Definition:Rational Number
Contents
Informal Definition
A number in the form $\dfrac p q$, where both $p$ and $q$ are integers ($q$ non-zero), is called a rational number.
The set of all rational numbers is usually denoted $\Q$.
Thus:
- $\Q = \left\{{\dfrac p q: p \in \Z, q \in \Z_{\ne 0}}\right\}$
Formal Definition
The field $\left({\Q, +, \times}\right)$ of rational numbers is the quotient field of the integral domain $\left({\Z, +, \times}\right)$ of integers.
This is shown to exist in Existence of Quotient Field.
In view of Quotient Field is Unique, we construct the quotient field of $\Z$, give it a label $\Q$ and call its elements rational numbers.
Canonical Form of Rational Number
Let $r \in \Q$ be a rational number.
The canonical form of $r$ is the expression $\dfrac p q$, where:
- $r = \dfrac p q: p \in \Z, q \in \Z_{>0}, p \perp q$
where $p \perp q$ denotes that $p$ and $q$ have no common divisor except $1$.
Fraction
By definition, a rational number is a number which can be expressed in the form:
- $\dfrac a b$
where $a$ and $b$ are integers.
A fraction is a rational number such that, when expressed in canonical form $\dfrac a b$ (that is, such that $a$ and $b$ are coprime), the denominator $b$ is not $1$.
Geometrical Definition
In the words of Euclid:
- With these hypotheses, it is proved that there exist straight lines infinite in multitude which are commensurable and incommensurable respectively, some in length only, and others in square also, with an assigned straight line. Let then the assigned straight line be called rational, and those straight lines which are commensurable with it, whether in length and in square or square only, rational, but those which are incommensurable with it irrational.
(The Elements: Book $\text{X}$: Definition $3$)
- And let the square on the assigned straight line be called rational and those areas which are commensurable with it rational, but those which are incommensurable with it irrational, and the straight lines which produce them irrational, that is, in case the areas are squares, the sides themselves, but in case they are any other rectilineal figures, the straight lines on which are described squares equal to them.
(The Elements: Book $\text{X}$: Definition $4$)
Linguistic Note
The name rational number has two significances:
- $(1): \quad$ The construct $\dfrac p q$ can be defined as the ratio between $p$ and $q$.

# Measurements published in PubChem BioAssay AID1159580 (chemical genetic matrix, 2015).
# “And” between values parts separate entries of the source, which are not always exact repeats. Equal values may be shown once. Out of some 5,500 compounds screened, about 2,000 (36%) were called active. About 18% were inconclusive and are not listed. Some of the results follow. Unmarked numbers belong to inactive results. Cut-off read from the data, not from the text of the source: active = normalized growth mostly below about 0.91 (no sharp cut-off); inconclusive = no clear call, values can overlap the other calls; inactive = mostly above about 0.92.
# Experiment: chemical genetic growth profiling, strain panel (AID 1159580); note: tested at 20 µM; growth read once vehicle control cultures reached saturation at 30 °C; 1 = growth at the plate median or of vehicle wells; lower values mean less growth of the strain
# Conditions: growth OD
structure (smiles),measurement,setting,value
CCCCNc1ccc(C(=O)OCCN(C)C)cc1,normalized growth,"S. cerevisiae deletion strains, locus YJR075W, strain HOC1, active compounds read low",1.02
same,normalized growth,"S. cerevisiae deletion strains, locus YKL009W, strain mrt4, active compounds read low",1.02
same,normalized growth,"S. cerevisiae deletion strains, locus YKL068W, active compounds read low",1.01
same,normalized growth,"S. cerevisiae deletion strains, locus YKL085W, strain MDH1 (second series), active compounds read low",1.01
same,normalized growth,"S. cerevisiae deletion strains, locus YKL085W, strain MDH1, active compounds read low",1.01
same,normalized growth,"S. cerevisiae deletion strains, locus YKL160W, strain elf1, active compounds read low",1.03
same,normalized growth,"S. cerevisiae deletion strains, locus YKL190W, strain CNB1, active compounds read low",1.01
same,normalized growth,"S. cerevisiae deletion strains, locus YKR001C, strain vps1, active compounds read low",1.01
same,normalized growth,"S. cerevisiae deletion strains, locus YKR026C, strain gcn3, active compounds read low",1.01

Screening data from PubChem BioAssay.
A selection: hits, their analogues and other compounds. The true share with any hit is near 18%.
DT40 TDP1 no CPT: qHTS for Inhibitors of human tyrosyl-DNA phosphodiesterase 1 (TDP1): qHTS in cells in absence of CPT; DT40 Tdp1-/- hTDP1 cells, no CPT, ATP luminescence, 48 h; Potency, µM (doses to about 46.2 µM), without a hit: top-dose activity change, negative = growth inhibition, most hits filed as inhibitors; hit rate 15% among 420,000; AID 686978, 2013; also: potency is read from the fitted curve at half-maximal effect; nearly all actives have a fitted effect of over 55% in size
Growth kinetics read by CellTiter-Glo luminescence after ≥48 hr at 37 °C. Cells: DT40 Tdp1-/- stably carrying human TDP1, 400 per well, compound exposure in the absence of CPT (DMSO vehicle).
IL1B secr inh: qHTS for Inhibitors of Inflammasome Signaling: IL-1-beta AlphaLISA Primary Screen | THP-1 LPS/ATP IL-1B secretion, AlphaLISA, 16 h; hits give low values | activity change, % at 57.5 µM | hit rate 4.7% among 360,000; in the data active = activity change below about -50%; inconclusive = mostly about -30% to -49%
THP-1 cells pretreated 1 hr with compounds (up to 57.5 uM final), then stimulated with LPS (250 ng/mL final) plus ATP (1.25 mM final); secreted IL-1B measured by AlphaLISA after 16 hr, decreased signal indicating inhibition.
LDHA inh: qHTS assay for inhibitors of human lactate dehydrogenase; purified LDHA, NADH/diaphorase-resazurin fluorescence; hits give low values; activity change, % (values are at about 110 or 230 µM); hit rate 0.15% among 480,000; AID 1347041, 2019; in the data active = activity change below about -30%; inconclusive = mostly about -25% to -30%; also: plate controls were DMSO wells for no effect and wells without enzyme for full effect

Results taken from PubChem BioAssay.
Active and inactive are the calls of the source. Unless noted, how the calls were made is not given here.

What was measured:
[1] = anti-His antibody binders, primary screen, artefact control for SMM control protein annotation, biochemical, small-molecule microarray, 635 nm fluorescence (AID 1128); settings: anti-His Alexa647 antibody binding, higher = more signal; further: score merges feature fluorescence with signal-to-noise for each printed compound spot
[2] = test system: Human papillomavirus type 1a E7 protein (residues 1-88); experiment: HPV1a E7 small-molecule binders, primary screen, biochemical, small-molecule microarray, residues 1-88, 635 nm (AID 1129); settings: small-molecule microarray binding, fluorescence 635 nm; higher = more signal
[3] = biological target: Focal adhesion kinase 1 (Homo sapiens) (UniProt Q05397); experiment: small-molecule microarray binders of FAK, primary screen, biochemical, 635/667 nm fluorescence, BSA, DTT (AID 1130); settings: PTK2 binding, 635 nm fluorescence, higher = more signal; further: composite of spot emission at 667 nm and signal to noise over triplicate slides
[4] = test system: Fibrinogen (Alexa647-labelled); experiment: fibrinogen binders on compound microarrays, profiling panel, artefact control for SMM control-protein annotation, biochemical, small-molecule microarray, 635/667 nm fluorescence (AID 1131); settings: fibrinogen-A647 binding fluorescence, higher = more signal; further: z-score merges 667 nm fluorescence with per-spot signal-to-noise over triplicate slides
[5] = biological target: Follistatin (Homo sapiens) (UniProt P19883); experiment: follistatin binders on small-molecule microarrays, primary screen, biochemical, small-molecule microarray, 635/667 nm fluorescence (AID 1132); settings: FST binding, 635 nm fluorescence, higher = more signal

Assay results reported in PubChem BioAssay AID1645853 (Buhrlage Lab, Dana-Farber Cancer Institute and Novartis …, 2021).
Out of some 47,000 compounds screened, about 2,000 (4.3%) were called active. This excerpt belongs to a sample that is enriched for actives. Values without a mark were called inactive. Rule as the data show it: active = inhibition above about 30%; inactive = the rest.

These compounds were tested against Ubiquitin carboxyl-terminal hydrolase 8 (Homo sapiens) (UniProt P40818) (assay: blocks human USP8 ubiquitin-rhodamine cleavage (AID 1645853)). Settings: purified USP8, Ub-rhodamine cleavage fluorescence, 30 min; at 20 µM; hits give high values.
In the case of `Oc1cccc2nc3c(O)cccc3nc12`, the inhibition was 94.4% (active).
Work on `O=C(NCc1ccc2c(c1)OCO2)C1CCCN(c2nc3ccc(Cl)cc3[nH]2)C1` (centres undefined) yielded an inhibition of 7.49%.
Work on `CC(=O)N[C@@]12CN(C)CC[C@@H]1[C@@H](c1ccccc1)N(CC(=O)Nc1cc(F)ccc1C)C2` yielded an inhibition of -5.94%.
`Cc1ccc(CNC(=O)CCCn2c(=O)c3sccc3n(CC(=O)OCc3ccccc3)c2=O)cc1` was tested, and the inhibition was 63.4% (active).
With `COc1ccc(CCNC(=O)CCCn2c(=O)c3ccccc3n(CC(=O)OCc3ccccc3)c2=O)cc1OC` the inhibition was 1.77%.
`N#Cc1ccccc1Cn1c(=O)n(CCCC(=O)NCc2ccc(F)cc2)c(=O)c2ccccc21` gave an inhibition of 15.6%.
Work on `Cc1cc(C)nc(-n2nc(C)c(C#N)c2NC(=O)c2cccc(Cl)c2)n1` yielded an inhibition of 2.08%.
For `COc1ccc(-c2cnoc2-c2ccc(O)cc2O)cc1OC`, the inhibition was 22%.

- $(2): \quad$ In contrast with the concept irrational number, which can not be so defined.
- The ancient Greeks had such a term for an irrational number: alogon, which had a feeling of undesirably chaotic and unstructured, or, perhaps more literally: illogical.
- The proof that there exist such numbers was a shock to their collective national psyche.
The symbol $\Q$ arises from the construction of the rational numbers as the $\Q$uotient field of the integers $\Z$.
Also denoted as
Variants on $\Q$ are often seen, for example $\mathbf Q$ and $\mathcal Q$, or even just $Q$.
Also see
- Definition:Irrational Number
- Equality of Rational Numbers
- Results about rational numbers can be found here.
Sources
- 1964: Murray R. Spiegel: Theory and Problems of Complex Variables ... (previous) ... (next): $1$: Complex Numbers: The Real Number System: $3$
- 1965: Seth Warner: Modern Algebra ... (previous) ... (next): $\S 1$
- 1968: Ian D. Macdonald: The Theory of Groups ... (previous) ... (next): Appendix: Elementary set and number theory
- 1969: C.R.J. Clapham: Introduction to Abstract Algebra ... (previous) ... (next): $\S 1.1$
- 1970: B. Hartley and T.O. Hawkes: Rings, Modules and Linear Algebra ... (previous) ... (next): $\S 1.2$: Some examples of rings: Ring Example $4$
- 1970: Lynn Arthur Steen and J. Arthur Seebach, Jr.: Counterexamples in Topology ... (previous) ... (next): $\text{II}: \ 30$
- 1971: Allan Clark: Elements of Abstract Algebra ... (previous) ... (next): $\S 1$
- 1971: Robert H. Kasriel: Undergraduate Topology ... (previous) ... (next): $\S 1.8$: Collections of Sets: Definition $8.4$
- 1972: A.G. Howson: A Handbook of Terms used in Algebra and Analysis ... (previous) ... (next): $\S 4$: Number systems $\text{I}$: The rational numbers
- 1975: T.S. Blyth: Set Theory and Abstract Algebra ... (previous) ... (next): $\S 1$
- 1975: W.A. Sutherland: Introduction to Metric and Topological Spaces ... (previous) ... (next): Notation and Terminology
- 1977: K.G. Binmore: Mathematical Analysis: A Straightforward Approach ... (previous) ... (next): $\S 1.2$: The set of real numbers
- 1978: Thomas A. Whitelaw: An Introduction to Abstract Algebra ... (previous) ... (next): $\S 2 \ \text{(b)}$
- 1989: Ephraim J. Borowski and Jonathan M. Borwein: Dictionary of Mathematics
- 1996: H. Jerome Keisler and Joel Robbin: Mathematical Logic and Computability ... (previous) ... (next): Appendix $\text{A}.1$: Sets
- 1997: Donald E. Knuth: The Art of Computer Programming: Volume 1: Fundamental Algorithms (3rd ed.) ... (previous) ... (next): $\S 1.2.2$: Numbers, Powers, and Logarithms
- 1997: David Wells: Curious and Interesting Numbers (2nd ed.) ... (previous) ... (next): Glossary
- 1999: András Hajnal and Peter Hamburger: Set Theory ... (previous) ... (next): $1$. Notation, Conventions: $2$
- 2000: James R. Munkres: Topology (2nd ed.) ... (previous) ... (next): $1$: Set Theory and Logic: $\S 4$: The Integers and the Real Numbers
- 2008: Paul Halmos and Steven Givant: Introduction to Boolean Algebras ... (previous) ... (next): Appendix $\text{A}$: Set Theory: Countable Sets
- 2008: David Joyner: Adventures in Group Theory (2nd ed.) ... (previous) ... (next): $\S 2.1$: Functions: Example $2.1.6$
- 2008: Ian Stewart: Taming the Infinite ... (previous) ... (next): Chapter $2$: The Logic Of Shape
- 2008: Ian Stewart: Taming the Infinite ... (previous) ... (next): Chapter $3$: Notations and Numbers